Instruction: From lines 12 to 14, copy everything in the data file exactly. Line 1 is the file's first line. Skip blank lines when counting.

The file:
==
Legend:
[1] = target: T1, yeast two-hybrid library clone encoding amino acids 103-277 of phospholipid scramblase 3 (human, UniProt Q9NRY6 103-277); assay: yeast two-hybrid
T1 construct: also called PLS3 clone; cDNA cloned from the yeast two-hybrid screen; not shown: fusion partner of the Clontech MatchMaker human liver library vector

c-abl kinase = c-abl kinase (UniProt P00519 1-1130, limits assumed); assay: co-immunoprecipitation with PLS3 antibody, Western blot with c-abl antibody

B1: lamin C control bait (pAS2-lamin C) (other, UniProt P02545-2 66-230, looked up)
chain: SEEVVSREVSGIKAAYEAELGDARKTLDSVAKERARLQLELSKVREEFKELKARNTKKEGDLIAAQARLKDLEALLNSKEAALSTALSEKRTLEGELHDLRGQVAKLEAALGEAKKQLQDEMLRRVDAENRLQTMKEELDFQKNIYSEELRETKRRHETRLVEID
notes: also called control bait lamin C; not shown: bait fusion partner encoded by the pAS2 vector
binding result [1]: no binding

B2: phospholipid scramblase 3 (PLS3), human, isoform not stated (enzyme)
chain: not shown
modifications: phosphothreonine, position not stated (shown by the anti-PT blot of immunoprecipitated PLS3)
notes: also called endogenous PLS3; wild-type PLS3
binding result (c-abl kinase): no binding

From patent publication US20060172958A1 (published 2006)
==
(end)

notes: also called endogenous PLS3; wild-type PLS3
binding result (c-abl kinase): no binding

From patent publication US20060172958A1 (published 2006)